• The Government should undertake new research to consider the opportunities and risks in using food waste to feed livestock.
  • The overarching aim behind the Government’s work in improving the UK’s food system is ‘sustainable intensification’. The Foresight report presented sustainable intensification as the solution to the global food crisis. The challenge for the Government is to define what this term means in practice, and particularly for the UK. Sustainable intensification must be more than simply increasing yields: the emphasis should be on ‘sustainable’. Policy must take account of social and environmental impacts of the food system, including retaining space for small scale production practices and local food networks.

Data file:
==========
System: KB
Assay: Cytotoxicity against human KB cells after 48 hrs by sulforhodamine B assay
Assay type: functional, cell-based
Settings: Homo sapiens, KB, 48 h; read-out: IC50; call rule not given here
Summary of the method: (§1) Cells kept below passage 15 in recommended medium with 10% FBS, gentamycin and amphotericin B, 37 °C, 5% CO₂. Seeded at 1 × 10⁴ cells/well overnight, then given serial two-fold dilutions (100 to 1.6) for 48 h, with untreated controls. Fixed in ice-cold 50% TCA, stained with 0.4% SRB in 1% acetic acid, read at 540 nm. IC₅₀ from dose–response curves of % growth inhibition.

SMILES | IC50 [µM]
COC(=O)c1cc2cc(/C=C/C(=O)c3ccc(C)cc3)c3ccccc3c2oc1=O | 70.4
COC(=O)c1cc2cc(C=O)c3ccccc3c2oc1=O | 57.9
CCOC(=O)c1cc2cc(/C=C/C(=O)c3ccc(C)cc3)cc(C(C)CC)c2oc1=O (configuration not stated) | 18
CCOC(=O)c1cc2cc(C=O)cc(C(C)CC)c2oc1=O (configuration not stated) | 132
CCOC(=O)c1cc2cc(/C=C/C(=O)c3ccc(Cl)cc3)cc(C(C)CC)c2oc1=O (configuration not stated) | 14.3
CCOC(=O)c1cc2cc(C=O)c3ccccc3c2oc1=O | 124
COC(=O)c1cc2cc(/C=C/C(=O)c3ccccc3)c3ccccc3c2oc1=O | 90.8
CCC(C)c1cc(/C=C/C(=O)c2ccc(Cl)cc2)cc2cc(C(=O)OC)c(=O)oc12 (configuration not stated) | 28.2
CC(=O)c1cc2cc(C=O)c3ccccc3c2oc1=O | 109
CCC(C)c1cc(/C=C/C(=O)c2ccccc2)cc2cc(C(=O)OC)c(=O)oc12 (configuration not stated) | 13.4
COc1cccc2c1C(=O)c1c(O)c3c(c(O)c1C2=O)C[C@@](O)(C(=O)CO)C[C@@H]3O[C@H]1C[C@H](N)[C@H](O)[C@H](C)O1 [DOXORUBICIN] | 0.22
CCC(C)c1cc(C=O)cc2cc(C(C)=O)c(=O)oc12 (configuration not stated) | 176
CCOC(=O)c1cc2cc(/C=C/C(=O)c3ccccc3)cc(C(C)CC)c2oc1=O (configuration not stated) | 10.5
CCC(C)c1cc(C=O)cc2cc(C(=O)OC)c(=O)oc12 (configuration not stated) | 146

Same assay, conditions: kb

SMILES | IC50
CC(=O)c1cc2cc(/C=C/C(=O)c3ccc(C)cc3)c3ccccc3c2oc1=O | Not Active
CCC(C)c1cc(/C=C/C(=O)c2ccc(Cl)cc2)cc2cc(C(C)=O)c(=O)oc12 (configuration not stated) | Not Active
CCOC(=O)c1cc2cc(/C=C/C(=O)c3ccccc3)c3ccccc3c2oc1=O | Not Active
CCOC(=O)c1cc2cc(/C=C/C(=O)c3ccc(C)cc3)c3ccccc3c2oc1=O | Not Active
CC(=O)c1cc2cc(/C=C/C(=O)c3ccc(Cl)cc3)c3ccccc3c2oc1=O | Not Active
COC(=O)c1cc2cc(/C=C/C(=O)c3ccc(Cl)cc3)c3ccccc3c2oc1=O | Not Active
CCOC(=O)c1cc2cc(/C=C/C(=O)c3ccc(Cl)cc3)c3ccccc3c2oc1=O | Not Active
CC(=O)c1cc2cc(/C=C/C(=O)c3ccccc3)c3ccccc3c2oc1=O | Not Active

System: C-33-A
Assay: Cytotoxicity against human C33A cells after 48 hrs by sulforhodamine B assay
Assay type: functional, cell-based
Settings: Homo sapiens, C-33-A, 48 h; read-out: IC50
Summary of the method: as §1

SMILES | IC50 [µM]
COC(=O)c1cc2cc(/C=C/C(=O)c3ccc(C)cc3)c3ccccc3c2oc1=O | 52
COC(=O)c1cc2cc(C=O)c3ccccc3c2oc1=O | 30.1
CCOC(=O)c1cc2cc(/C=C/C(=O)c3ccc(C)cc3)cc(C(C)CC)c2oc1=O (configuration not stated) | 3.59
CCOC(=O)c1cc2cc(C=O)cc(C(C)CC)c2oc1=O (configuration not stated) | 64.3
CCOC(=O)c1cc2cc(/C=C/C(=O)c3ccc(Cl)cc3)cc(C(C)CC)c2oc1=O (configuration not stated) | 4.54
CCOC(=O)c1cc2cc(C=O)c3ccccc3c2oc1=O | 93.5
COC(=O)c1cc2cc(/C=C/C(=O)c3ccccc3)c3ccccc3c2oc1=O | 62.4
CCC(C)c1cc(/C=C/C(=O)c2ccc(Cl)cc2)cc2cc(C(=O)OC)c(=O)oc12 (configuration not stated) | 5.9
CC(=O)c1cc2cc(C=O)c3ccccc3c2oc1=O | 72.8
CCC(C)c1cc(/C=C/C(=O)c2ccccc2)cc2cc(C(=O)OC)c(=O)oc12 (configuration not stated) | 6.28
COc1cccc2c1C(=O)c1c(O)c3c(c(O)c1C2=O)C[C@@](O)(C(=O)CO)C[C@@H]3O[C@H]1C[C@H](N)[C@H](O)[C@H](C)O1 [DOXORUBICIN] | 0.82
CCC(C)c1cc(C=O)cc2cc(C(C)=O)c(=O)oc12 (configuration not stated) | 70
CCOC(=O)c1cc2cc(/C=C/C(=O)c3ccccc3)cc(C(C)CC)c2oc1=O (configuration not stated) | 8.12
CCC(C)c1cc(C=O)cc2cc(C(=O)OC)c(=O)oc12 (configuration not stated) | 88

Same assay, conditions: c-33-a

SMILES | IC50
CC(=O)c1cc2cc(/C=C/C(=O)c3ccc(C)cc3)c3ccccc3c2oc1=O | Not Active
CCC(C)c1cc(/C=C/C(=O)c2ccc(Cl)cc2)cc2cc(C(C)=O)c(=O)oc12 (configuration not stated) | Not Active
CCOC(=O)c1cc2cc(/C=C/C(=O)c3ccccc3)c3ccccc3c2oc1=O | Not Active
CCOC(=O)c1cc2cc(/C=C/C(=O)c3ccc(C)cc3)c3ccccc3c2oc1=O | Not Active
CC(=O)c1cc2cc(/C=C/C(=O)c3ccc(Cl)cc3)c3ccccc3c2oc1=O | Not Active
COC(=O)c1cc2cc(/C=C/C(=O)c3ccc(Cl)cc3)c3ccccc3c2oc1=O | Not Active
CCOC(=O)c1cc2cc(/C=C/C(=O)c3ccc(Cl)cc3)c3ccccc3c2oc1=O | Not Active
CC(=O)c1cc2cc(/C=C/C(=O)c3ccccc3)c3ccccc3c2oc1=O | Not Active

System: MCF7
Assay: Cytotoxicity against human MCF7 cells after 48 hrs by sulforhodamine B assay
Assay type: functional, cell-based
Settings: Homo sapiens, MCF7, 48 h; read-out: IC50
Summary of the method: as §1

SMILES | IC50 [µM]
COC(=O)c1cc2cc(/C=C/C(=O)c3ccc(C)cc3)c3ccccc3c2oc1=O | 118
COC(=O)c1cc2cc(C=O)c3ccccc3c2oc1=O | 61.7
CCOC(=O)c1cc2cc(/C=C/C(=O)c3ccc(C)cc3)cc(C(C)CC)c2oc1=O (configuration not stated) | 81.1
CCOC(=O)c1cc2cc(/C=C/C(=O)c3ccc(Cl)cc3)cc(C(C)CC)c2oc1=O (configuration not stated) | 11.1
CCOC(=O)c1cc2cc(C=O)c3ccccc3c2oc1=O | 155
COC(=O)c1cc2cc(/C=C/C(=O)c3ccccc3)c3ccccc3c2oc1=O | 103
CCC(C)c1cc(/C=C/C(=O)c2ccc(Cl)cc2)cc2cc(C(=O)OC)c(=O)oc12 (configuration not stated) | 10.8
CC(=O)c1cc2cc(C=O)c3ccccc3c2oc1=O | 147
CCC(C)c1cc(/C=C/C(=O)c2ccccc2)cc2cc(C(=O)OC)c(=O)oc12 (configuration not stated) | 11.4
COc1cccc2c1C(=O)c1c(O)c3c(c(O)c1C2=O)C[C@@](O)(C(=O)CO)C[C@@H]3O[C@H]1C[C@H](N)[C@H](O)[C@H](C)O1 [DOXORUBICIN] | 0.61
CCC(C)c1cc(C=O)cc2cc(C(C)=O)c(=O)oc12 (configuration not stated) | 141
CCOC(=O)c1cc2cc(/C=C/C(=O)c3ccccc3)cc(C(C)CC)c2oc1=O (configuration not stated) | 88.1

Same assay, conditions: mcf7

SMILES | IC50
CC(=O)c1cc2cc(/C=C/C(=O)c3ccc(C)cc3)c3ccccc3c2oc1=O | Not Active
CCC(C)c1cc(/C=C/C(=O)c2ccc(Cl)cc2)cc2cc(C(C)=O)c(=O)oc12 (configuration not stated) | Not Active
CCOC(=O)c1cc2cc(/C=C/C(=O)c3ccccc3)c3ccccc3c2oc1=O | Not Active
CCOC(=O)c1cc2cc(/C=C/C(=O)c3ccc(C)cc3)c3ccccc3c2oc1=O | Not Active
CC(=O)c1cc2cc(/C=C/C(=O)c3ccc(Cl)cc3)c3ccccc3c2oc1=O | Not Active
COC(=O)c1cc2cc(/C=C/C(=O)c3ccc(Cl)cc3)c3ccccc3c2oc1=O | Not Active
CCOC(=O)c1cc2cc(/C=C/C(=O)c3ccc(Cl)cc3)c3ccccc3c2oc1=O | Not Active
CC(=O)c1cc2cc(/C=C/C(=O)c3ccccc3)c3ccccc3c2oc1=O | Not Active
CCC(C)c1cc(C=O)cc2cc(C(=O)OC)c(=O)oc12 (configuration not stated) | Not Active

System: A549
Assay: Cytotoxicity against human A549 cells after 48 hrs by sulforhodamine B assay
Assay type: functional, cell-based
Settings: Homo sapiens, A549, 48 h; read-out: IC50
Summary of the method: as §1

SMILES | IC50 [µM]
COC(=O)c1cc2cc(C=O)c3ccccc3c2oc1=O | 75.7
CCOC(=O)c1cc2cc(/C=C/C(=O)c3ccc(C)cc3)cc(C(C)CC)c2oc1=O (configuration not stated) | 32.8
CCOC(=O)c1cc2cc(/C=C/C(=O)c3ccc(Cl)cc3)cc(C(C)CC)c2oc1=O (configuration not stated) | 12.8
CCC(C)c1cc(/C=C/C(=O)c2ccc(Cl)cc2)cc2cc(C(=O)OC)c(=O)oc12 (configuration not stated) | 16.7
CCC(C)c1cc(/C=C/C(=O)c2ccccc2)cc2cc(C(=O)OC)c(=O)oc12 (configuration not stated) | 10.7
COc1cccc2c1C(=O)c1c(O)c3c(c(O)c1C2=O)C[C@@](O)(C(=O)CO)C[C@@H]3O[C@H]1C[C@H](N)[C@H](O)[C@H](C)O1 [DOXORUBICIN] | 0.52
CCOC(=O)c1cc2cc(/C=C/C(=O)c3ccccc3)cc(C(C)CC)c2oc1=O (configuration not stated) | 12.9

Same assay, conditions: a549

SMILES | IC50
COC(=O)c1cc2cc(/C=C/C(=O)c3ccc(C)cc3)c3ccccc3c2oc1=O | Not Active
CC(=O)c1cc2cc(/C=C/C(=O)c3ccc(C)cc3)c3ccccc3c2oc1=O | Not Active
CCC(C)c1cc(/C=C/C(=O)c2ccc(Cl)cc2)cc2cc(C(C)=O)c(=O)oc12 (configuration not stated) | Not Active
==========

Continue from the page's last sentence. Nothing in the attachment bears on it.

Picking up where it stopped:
• The Government must use the Green Food Project to provide a foundation for developing a broader food strategy that takes into account the health, environmental, social and economic consequences of the way that the food we eat is produced, sold and disposed of.
  • A key theme of the Rio+20 Earth Summit will be sustainable food production. The Government should review its food policy in the light of the Summit agenda, and after the Summit it should build any commitments agreed into that strategy. That review must ensure that UK food policy is consistent with the global aspirations for delivering a sustainable food system.

The 35 page report is accompanied by extensive appendices including the evidence presented to the Committee by numerous organizations.

The role of the Environmental Audit Committee of the House of Commons is to consider the extent to which the policies and programmes of government departments and non-departmental public bodies contribute to environmental protection and sustainable development, and it audits their performance against any sustainable development and environmental protection targets.

A summary and links to the full report are available at